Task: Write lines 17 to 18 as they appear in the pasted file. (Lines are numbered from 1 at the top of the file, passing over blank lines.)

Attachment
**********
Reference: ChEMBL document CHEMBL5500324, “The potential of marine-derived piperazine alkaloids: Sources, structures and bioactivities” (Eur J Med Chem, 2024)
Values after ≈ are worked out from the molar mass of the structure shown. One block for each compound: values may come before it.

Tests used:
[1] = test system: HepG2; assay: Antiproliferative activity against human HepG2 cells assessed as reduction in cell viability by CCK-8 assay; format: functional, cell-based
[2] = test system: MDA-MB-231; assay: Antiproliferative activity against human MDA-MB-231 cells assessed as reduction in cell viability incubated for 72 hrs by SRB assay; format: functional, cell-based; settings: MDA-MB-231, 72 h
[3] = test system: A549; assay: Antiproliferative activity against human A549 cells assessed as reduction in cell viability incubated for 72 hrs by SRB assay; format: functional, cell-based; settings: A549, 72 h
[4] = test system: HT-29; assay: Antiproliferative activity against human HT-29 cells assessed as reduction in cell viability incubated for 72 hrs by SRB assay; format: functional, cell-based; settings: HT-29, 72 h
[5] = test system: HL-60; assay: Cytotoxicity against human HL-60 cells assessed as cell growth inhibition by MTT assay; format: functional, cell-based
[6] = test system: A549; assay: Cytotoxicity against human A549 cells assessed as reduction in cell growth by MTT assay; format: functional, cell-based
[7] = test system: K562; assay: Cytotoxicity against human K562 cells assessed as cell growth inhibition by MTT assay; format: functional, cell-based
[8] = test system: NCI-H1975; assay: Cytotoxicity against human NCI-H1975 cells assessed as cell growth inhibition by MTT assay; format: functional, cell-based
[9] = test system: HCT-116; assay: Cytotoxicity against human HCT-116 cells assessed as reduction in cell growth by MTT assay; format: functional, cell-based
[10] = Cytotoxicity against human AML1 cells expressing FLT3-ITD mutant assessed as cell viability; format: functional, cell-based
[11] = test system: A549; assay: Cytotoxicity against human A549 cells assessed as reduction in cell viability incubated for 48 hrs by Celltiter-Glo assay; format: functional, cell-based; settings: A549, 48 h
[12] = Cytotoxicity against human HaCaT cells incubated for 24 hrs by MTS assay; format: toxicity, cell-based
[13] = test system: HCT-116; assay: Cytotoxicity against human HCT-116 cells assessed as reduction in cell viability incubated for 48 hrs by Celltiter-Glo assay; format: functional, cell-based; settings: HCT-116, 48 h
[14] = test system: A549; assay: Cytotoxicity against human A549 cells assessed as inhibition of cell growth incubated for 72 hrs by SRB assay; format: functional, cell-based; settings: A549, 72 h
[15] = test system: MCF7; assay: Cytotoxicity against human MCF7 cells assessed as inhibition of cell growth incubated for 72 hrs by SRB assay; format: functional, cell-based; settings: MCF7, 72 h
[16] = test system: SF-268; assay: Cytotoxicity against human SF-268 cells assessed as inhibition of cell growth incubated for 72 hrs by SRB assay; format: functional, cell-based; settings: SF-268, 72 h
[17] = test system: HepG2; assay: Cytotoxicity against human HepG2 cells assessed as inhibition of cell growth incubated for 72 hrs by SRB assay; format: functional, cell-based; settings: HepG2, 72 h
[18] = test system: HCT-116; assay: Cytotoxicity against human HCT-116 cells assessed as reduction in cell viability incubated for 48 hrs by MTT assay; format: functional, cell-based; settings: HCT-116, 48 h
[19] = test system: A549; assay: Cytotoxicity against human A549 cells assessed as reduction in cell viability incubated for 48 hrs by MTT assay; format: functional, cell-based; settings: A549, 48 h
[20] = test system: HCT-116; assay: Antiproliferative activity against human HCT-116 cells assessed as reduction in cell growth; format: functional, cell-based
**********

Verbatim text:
[14] = test system: A549; assay: Cytotoxicity against human A549 cells assessed as inhibition of cell growth incubated for 72 hrs by SRB assay; format: functional, cell-based; settings: A549, 72 h
[15] = test system: MCF7; assay: Cytotoxicity against human MCF7 cells assessed as inhibition of cell growth incubated for 72 hrs by SRB assay; format: functional, cell-based; settings: MCF7, 72 h